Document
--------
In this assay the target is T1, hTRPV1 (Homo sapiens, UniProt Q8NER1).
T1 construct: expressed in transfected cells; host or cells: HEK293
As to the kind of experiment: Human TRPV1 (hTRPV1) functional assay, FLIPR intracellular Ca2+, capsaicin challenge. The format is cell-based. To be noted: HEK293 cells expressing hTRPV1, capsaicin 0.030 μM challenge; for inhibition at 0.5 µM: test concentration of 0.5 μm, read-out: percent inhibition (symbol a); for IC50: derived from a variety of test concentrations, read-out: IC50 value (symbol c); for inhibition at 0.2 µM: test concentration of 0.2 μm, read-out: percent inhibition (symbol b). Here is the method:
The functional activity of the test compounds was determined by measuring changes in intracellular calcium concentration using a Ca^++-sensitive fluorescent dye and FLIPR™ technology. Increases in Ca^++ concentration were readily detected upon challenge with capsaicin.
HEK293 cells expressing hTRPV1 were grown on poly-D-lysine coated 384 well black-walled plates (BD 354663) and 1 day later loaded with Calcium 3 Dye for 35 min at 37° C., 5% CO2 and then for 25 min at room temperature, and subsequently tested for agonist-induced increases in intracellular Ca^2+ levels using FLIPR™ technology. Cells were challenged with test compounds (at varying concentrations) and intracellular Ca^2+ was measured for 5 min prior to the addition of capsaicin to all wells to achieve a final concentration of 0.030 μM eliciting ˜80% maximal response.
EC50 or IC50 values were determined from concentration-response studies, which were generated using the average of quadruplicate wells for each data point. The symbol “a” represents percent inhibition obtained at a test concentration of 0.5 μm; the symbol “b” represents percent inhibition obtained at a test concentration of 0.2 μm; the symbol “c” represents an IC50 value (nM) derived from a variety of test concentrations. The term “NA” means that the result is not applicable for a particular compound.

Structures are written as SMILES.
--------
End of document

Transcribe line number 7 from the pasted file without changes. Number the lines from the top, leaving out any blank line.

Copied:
Structures are written as SMILES.